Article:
A months-long union worker strike at one of Michigan’s largest road building firms has delayed some pavement projects and shows no signs of letting up as the summer construction season nears an end.
If Michiganders want quality services, higher taxes seem appropriate and perhaps necessary, writes a Michigan State University professor of economics.
Yes, Michigan has bad roads, but their quality varies widely throughout the state, according to 2018 rankings of road conditions, which may inform lawmakers’ debate about whether to raise taxes for upgrades.
A one-time road funding increase and cuts to the Secretary of State’s office are among the Republican budget decisions that Democratic Gov. Gretchen Whitmer has strongly opposed, and may veto.
Republican-led House and Senate committees approve road funding at levels well below what Gov. Gretchen Whitmer has demanded. Constraints placed on Secretary of State and Attorney General offices may also draw pushback from the governor.
GOP leaders want to include $500 million in road funding in the budget. Gov. Gretchen Whitmer and other Democrats say that may get in the way of a long-term deal to commit $2.5 billion a year that’s needed for roads.
The surprising announcement marks a change for Democratic Gov. Gretchen Whitmer, who previously vowed to veto any Republican budget plan without roads funding. The change seems intended to prevent a government shutdown on Oct. 1.
The Oct. 1 deadline for Michigan lawmakers to pass the $60 billion budget is near. Roads talks have been postponed, but there are more disagreements to solve.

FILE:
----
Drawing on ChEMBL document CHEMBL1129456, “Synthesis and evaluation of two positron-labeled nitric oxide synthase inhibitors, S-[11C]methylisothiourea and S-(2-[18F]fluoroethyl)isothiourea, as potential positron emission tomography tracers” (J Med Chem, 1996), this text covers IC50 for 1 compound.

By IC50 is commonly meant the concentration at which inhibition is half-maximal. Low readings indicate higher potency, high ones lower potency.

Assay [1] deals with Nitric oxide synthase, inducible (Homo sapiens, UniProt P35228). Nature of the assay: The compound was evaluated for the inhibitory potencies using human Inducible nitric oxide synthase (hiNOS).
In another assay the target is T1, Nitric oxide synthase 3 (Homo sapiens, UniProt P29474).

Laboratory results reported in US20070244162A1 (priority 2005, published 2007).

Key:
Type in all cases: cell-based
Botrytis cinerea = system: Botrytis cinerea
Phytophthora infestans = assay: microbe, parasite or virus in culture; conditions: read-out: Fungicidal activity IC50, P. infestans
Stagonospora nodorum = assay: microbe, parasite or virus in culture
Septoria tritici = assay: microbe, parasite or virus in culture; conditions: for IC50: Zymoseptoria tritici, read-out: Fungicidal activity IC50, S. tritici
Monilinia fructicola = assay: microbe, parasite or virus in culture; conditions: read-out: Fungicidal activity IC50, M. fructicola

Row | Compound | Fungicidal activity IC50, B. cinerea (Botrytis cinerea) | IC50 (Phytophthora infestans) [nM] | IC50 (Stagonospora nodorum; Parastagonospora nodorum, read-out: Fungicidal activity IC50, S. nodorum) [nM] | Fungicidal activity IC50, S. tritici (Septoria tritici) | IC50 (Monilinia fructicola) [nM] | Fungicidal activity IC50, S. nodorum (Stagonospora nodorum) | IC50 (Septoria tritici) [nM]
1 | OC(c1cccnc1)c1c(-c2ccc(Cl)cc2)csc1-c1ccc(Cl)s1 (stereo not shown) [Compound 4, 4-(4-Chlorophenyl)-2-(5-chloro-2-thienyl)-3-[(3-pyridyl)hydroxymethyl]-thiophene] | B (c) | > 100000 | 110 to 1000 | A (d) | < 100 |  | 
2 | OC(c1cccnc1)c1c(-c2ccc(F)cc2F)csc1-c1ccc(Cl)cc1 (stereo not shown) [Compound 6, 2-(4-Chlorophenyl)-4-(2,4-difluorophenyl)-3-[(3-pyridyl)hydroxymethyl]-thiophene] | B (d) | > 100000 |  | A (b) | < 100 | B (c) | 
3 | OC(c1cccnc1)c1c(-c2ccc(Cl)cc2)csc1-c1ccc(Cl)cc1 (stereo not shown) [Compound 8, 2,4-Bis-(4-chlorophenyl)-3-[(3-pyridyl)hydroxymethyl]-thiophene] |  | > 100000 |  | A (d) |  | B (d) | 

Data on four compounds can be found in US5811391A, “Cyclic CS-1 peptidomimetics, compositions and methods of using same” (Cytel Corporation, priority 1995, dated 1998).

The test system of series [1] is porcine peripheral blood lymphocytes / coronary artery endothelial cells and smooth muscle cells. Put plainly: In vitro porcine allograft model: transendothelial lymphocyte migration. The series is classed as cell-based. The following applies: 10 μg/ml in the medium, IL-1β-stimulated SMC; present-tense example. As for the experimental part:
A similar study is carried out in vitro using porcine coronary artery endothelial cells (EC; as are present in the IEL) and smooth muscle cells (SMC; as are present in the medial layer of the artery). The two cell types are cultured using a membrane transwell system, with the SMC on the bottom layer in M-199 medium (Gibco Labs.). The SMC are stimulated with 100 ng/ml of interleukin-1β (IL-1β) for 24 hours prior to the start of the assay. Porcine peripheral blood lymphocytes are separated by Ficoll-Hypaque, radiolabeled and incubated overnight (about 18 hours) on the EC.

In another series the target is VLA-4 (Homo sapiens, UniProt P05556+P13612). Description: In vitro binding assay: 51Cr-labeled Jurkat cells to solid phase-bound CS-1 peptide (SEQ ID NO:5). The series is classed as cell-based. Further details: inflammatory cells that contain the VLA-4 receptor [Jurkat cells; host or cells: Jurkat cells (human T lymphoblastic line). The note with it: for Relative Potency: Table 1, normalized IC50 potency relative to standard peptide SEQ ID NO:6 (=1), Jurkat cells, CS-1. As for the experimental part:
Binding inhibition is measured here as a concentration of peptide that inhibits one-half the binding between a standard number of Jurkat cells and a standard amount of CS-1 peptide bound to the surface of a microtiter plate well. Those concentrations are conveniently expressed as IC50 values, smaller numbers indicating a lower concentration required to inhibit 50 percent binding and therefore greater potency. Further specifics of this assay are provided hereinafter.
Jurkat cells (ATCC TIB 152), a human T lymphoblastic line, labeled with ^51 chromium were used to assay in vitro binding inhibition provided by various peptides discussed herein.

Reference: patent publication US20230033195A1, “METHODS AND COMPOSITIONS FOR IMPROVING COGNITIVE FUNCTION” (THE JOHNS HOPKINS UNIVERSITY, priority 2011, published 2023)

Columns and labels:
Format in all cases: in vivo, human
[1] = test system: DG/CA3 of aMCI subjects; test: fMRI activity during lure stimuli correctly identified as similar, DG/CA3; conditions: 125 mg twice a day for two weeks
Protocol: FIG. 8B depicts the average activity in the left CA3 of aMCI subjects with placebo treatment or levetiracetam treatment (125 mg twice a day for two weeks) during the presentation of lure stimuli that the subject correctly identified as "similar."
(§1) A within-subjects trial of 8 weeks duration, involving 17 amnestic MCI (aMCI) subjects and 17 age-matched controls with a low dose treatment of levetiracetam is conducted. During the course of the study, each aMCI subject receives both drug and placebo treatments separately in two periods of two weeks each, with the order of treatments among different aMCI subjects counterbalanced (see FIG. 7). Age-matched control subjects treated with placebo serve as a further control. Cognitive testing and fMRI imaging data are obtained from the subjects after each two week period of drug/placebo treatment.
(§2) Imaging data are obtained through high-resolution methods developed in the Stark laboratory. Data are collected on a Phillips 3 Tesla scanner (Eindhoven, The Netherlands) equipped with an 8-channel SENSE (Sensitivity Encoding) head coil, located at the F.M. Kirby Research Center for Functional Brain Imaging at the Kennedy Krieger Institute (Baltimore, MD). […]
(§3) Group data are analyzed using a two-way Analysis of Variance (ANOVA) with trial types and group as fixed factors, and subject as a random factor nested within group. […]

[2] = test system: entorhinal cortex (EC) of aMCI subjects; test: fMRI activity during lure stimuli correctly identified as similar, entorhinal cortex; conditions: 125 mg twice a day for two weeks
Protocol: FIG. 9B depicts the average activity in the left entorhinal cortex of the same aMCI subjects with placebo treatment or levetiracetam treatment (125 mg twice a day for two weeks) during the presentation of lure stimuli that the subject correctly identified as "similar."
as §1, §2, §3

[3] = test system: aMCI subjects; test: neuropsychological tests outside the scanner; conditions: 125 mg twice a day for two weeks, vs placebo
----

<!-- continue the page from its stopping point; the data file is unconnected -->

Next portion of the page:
As a government shutdown looms, GOP leaders will begin vetting a budget plan Democratic Gov. Gretchen Whitmer hasn’t signed off on. The two sides are far apart on roads and infrastructure funding and on whether to raise taxes for the effort.
Republicans have said the hefty tax hike is dead on arrival. That’s why Democrats should start considering other alternatives to raise $2.5 billion for roads, House Minority Leader Christine Greig said.
Time is running out for legislative leaders and the governor to come to an agreement on how to spend the state’s nearly $60 billion budget.
Democratic Gov. Gretchen Whitmer is portraying GOP legislative leaders as failing to seriously negotiate on how to raise $2.5 billion to repair the state’s roads and bridges. Now, the business community is exerting its own pressure on the GOP.
The executive director of the Food Bank Council of Michigan says investing in our roads is vital to the state’s future.
State lawmakers are back in Lansing Tuesday. Here are some of the major priorities the Legislature expects to tackle before the end of the year.
Gov. Gretchen Whitmer and Republican legislative leaders are still meeting to discuss road funding and the 2020 budget, but they haven’t yet reached a compromise. They have until the end of September to pass a budget or risk a shutdown.
Senate Majority Leader Mike Shirkey’s idea doesn’t fix the damn roads – it kicks the can down the damn road.
Republicans are under pressure to counter Gov. Gretchen Whitmer’s 45-cent gas tax proposal to raise $2.5 billion for roads without raising taxes. Among ideas being floated: local gas taxes and pension bonds, both of which carry risks.
Gov. Gretchen Whitmer has her own hurdles selling a gas tax hike. But as she notes, Republican leaders have yet to show how they would raise the more than $2 billion needed for roads as the Legislature breaks for summer recess.
Researchers in Michigan and elsewhere are studying new ways to increase the lifespan of roads and bridges. Could recycled materials and new methods of mixing asphalt be the future? See our slideshow.
House Republicans intend to propose replacing Michigan’s 6 percent sales tax on gasoline purchases with an equal amount of gas tax, dedicating the revenue to roads. Some Democrats say they’re concerned about the impact of losing sales tax revenue on schools and local governments.